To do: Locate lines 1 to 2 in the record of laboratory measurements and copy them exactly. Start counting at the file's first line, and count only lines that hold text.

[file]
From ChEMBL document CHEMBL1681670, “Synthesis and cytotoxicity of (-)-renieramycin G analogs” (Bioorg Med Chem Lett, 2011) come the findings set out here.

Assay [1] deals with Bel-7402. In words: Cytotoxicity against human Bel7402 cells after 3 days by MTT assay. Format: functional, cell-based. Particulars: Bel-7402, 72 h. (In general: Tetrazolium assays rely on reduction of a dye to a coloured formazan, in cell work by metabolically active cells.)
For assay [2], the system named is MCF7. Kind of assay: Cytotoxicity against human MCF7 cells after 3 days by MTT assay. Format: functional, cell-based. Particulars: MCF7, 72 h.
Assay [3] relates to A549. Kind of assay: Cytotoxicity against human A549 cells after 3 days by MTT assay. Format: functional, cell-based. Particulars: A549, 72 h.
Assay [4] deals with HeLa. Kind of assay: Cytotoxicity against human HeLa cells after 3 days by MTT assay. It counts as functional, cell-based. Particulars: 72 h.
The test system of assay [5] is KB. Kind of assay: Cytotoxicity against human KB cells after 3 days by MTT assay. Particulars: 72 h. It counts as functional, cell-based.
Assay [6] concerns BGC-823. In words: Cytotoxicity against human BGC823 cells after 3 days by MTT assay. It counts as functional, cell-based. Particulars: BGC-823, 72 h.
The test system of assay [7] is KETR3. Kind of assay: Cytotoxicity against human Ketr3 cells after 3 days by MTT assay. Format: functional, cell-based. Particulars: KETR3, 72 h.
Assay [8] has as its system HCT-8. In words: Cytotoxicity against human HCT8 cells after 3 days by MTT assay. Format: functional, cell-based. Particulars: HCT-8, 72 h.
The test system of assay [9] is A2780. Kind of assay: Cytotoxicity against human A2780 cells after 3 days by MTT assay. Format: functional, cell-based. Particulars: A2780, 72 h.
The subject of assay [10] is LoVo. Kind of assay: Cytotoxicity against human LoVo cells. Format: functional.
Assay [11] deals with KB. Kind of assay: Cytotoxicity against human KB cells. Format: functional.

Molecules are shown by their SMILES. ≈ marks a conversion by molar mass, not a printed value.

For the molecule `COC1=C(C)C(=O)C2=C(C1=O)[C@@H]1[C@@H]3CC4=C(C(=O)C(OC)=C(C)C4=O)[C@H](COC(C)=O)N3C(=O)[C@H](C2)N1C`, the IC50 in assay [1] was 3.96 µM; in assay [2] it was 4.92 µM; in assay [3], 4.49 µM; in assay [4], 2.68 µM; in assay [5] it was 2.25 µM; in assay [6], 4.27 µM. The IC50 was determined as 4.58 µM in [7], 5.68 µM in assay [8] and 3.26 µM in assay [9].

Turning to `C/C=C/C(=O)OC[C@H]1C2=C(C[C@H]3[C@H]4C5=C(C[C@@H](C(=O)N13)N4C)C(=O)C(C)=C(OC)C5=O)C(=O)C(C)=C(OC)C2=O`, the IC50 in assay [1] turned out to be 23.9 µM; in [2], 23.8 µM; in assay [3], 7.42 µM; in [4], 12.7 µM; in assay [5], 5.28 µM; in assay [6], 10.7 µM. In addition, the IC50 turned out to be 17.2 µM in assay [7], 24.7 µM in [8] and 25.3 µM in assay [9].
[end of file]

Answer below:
From ChEMBL document CHEMBL1681670, “Synthesis and cytotoxicity of (-)-renieramycin G analogs” (Bioorg Med Chem Lett, 2011) come the findings set out here.

Assay [1] deals with Bel-7402. In words: Cytotoxicity against human Bel7402 cells after 3 days by MTT assay. Format: functional, cell-based. Particulars: Bel-7402, 72 h. (In general: Tetrazolium assays rely on reduction of a dye to a coloured formazan, in cell work by metabolically active cells.)